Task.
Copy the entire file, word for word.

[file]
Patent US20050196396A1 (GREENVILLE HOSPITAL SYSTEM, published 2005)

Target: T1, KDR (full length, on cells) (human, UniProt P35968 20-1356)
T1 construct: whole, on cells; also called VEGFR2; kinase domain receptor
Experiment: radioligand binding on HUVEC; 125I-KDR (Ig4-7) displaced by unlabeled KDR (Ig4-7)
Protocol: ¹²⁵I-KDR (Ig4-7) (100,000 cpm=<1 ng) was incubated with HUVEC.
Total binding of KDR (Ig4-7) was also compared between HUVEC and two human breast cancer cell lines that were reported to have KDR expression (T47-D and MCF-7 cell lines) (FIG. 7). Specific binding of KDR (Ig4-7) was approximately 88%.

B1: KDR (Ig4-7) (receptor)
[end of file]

Patent US20050196396A1 (GREENVILLE HOSPITAL SYSTEM, published 2005)

Target: T1, KDR (full length, on cells) (human, UniProt P35968 20-1356)
T1 construct: whole, on cells; also called VEGFR2; kinase domain receptor
Experiment: radioligand binding on HUVEC; 125I-KDR (Ig4-7) displaced by unlabeled KDR (Ig4-7)
Protocol: ¹²⁵I-KDR (Ig4-7) (100,000 cpm=<1 ng) was incubated with HUVEC.
Total binding of KDR (Ig4-7) was also compared between HUVEC and two human breast cancer cell lines that were reported to have KDR expression (T47-D and MCF-7 cell lines) (FIG. 7). Specific binding of KDR (Ig4-7) was approximately 88%.

B1: KDR (Ig4-7) (receptor)